Adyar Pamphlets No.122


by Bhagavan Das

Paper contributed to the Philosophical Congress of Bologna in 1911

(Reprinted from The Theosophist, 1916


Theosophical Publishing House, Adyar, Madras, India


February 1921

This is Part 1 of two. Click on underlined words for Part 2

1. The Evolution Theory as held in the West today

[Page 1] As a single tree with its endlessly diverse parts, root and trunk and branch and leaf, core and layer and fibre and bark, grows up out of a single simple-looking seed, and grows up by successive small steps; even so has everything in the world which can be at all looked upon as a system, a unified aggregate, an organism, a diversity dominated by a unity, grown up by infinitesimal successive steps out of a nebulous plasm by continual differentiation and integration. Such is the evolution theory, which has been gradually coming more and more to the front amongst thinkers since the middle of the nineteenth century , and which has transformed science and literature in the modern West as completely as a turn of the kaleidoscope transforms the arrangement of the [Page 2] colored pieces of glass and produces an entirely new figure. Star-systems, solar systems, planets; the mineral, the vegetable, the animal and the human kingdoms existing on one of these planets, i.e., our earth; the individual organisms composing these kingdoms, the individual mind of the animal and the human, and finally, the groupings of men in societies, and in the domestic, ecclesiastical, political, professional, industrial and other institutions which constitute the organs of the social whole — are all seen to have gradually and slowly developed out of small beginnings.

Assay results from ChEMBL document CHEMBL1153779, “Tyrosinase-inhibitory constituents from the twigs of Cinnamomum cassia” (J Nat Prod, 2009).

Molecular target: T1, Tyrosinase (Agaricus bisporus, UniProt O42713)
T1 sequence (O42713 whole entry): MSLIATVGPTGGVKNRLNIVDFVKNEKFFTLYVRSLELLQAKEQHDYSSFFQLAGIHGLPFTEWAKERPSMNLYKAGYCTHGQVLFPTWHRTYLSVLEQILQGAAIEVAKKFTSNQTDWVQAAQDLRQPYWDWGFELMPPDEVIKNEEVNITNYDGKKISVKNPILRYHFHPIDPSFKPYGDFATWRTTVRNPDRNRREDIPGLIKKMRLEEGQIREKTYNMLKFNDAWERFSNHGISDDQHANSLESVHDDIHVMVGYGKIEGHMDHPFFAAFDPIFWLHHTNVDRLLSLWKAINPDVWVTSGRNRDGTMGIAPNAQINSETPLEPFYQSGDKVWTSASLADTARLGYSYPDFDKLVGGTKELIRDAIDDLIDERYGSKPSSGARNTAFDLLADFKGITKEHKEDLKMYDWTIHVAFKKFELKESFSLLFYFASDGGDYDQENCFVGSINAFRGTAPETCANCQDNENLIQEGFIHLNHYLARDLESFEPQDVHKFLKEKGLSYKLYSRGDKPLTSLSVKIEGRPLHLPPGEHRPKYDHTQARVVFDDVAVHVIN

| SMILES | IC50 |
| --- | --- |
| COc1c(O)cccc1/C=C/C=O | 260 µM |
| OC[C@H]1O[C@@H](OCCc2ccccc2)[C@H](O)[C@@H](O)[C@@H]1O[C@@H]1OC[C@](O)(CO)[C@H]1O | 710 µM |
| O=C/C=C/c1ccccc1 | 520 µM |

Extremely valuable work has been done along these lines, most admirable collections of facts made, luminous inductions generalized out of them, the law of analogy justified more and more, and the growth of all and each seen to be as the growth of one.